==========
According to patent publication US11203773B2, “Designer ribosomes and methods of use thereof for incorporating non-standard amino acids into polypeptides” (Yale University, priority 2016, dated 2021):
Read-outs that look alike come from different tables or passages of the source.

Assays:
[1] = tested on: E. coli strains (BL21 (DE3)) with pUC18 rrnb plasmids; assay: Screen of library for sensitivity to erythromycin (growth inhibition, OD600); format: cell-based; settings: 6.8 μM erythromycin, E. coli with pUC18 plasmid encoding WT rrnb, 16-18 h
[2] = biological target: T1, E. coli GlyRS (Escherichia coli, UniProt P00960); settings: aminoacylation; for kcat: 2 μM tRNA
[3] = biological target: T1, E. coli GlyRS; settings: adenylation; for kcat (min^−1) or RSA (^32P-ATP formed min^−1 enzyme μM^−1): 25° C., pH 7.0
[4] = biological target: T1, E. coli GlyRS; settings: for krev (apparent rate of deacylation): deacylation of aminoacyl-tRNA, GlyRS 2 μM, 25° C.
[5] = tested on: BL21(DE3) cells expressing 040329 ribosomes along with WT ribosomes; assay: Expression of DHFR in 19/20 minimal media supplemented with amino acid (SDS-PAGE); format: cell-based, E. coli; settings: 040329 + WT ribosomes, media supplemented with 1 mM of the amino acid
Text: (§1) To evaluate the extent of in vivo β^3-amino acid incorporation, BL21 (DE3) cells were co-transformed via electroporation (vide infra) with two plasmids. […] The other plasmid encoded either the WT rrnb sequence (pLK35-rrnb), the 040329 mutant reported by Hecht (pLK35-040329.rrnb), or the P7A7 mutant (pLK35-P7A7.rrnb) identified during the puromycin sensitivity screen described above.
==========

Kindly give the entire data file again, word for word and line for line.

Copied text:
According to patent publication US11203773B2, “Designer ribosomes and methods of use thereof for incorporating non-standard amino acids into polypeptides” (Yale University, priority 2016, dated 2021):
Read-outs that look alike come from different tables or passages of the source.

Assays:
[1] = tested on: E. coli strains (BL21 (DE3)) with pUC18 rrnb plasmids; assay: Screen of library for sensitivity to erythromycin (growth inhibition, OD600); format: cell-based; settings: 6.8 μM erythromycin, E. coli with pUC18 plasmid encoding WT rrnb, 16-18 h
[2] = biological target: T1, E. coli GlyRS (Escherichia coli, UniProt P00960); settings: aminoacylation; for kcat: 2 μM tRNA
[3] = biological target: T1, E. coli GlyRS; settings: adenylation; for kcat (min^−1) or RSA (^32P-ATP formed min^−1 enzyme μM^−1): 25° C., pH 7.0
[4] = biological target: T1, E. coli GlyRS; settings: for krev (apparent rate of deacylation): deacylation of aminoacyl-tRNA, GlyRS 2 μM, 25° C.
[5] = tested on: BL21(DE3) cells expressing 040329 ribosomes along with WT ribosomes; assay: Expression of DHFR in 19/20 minimal media supplemented with amino acid (SDS-PAGE); format: cell-based, E. coli; settings: 040329 + WT ribosomes, media supplemented with 1 mM of the amino acid
Text: (§1) To evaluate the extent of in vivo β^3-amino acid incorporation, BL21 (DE3) cells were co-transformed via electroporation (vide infra) with two plasmids. […] The other plasmid encoded either the WT rrnb sequence (pLK35-rrnb), the 040329 mutant reported by Hecht (pLK35-040329.rrnb), or the P7A7 mutant (pLK35-P7A7.rrnb) identified during the puromycin sensitivity screen described above.